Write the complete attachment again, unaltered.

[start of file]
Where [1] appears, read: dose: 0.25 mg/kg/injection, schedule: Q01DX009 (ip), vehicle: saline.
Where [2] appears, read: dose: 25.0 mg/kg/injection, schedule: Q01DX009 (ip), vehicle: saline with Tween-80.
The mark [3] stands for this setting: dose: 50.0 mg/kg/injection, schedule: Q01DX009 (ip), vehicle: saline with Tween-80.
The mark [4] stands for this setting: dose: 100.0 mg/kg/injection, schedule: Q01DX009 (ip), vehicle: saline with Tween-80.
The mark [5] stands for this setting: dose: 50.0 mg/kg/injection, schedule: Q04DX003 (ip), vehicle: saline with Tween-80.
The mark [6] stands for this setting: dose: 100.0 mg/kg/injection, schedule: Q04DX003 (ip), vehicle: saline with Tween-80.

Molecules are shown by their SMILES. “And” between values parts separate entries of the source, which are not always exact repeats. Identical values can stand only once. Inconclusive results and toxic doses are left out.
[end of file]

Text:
Where [1] appears, read: dose: 0.25 mg/kg/injection, schedule: Q01DX009 (ip), vehicle: saline.
Where [2] appears, read: dose: 25.0 mg/kg/injection, schedule: Q01DX009 (ip), vehicle: saline with Tween-80.
The mark [3] stands for this setting: dose: 50.0 mg/kg/injection, schedule: Q01DX009 (ip), vehicle: saline with Tween-80.
The mark [4] stands for this setting: dose: 100.0 mg/kg/injection, schedule: Q01DX009 (ip), vehicle: saline with Tween-80.
The mark [5] stands for this setting: dose: 50.0 mg/kg/injection, schedule: Q04DX003 (ip), vehicle: saline with Tween-80.
The mark [6] stands for this setting: dose: 100.0 mg/kg/injection, schedule: Q04DX003 (ip), vehicle: saline with Tween-80.

Molecules are shown by their SMILES. “And” between values parts separate entries of the source, which are not always exact repeats. Identical values can stand only once. Inconclusive results and toxic doses are left out.